Furthermore, the HCs have failed to appreciate and uphold the spirit of Indira Jaising. judgment as most HCs use voting as a norm and not an exception. While the SC has strived to induce maximum objectivity in the process through uniform guidelines, HCs have interpreted otherwise. They have time and again preferred subjective opinion of the full court to the objective assessment of the permanent committee.
In the T.N Raghupathy judgment, the Karnataka HC observed that the full court, upon which the ultimate decision-making authority vests, is not bound by the overall assessment of the permanent committee and it can always ignore the point-based assessment by the committee. Asserting that the Full Court is not bound to record reasons for conferring or declining to confer the designation, it held that “the decision of the full court is based on the formation of an opinion in accordance with sub-section (2) of Section 16 of the Advocates Act”.
A similar stance has been taken by the Calcutta HC in the case of Debasish Roy (supra) wherein the court held that “if you look at the later part of sub-section (2) you will notice as we have observed that the designating court has to form an opinion. The opinion necessarily is subjective as conceived by the Act” (para 11). In another instance, Allahabad HC in the case of Sunil Kumar Tripathy v High Court of Judicature at Allahabad(2019 SCC OnLine All 4674) totally disregarded the test of personality/ interview, which the SC has accorded 25 points to, as only optional and not mandatory.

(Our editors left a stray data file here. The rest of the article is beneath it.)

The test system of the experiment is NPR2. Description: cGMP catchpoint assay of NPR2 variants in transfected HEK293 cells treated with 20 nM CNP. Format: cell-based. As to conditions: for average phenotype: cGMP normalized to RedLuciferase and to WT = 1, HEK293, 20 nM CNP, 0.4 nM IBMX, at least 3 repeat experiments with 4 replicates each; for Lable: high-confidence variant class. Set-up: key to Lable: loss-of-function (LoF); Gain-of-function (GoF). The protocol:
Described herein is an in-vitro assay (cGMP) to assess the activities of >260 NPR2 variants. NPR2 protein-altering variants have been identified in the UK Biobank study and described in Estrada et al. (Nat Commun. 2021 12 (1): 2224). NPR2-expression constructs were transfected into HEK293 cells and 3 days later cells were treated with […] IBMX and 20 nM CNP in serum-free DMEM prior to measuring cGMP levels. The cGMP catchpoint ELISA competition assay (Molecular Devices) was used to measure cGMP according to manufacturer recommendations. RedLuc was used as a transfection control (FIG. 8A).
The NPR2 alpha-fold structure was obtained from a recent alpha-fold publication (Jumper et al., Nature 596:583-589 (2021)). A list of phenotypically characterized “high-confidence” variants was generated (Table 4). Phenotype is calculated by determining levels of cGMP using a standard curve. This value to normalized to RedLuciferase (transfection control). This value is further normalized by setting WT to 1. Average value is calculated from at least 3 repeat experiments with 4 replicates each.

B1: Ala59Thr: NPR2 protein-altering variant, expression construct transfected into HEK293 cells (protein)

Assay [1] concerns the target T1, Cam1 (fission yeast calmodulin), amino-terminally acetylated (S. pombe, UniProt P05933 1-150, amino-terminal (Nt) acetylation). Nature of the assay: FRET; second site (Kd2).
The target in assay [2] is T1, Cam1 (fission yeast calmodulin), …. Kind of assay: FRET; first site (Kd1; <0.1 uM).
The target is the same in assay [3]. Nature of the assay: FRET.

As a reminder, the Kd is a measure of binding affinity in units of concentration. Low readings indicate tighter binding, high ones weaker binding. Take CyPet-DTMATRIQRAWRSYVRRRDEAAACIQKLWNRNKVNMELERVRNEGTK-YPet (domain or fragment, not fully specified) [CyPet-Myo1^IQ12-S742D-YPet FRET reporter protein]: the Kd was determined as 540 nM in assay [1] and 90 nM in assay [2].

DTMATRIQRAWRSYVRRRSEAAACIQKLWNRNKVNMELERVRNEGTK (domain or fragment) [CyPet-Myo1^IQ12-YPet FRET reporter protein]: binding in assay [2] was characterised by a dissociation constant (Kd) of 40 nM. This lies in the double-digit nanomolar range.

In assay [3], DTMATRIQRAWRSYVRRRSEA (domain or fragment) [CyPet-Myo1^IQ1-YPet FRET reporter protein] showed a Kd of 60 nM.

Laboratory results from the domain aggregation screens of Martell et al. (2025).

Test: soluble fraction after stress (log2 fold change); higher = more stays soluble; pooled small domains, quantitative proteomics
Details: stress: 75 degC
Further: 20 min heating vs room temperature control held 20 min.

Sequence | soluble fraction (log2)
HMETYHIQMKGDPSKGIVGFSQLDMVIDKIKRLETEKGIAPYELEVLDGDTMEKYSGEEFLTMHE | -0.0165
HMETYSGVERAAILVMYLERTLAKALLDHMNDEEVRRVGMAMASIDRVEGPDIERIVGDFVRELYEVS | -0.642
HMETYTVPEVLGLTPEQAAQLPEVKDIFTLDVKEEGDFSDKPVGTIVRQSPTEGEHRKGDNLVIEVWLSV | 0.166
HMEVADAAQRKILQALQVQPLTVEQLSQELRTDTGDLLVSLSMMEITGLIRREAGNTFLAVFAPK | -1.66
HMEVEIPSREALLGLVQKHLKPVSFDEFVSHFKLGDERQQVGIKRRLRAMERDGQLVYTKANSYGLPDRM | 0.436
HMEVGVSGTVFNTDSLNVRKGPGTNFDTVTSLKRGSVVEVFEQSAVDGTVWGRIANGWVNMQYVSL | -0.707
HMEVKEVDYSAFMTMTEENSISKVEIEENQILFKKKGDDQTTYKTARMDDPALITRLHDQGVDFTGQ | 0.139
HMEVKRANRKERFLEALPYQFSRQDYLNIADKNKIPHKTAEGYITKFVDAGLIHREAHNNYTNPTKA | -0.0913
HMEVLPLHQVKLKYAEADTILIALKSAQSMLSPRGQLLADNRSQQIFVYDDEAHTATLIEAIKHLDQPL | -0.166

While the efficacy of designation itself remains dubious, a subjective procedure for conferring the same has only degenerated the issue. Despite the efforts of the apex court in bringing transparency, accountability and fairness into the process of designating senior advocates, it appears that the vice of subjectivism persists in practice. Even with an objective point-based assessment in place, the practice adopted by the HCs in conferring the designation has yet again rendered the whole procedure into a subjective selection made by majority of judges of a Full court. As senior advocate Indira Jaising puts it “a voting system is more appropriate in a beauty contest since beauty lies in the beholder’s eye, and no such justification needs to be given for such a vote. A system of designation, on the other hand, must be based on professional merit”, putting applicants to vote nullifies the object of introducing a marking system. The recent serious allegations against the practice adopted by the HCs in Punjab & Haryana, Delhi, Kerala and Karnataka prove the point. It is high time that the courts enforce the spirit of Indira Jaising judgment and rule out subjectivism so as to enable advocates with ‘merit’ to be designated as senior advocates.
(Padmasri is a law undergraduate at National Academy of Legal Studies and Research, Hyderabad. The author may be contacted via mail at firstname.lastname@example.org )
Cite as: Padmasri Bhavani, ‘Conferment of designation of Senior Advocate: Are the Indira Jaising guidelines enough? (Part 2)’ (The RMLNLU Law Review Blog, 11 September 2021) <https://rmlnlulawreview.com/2021/09/11/senior-advocate-guidelines-2/> date of access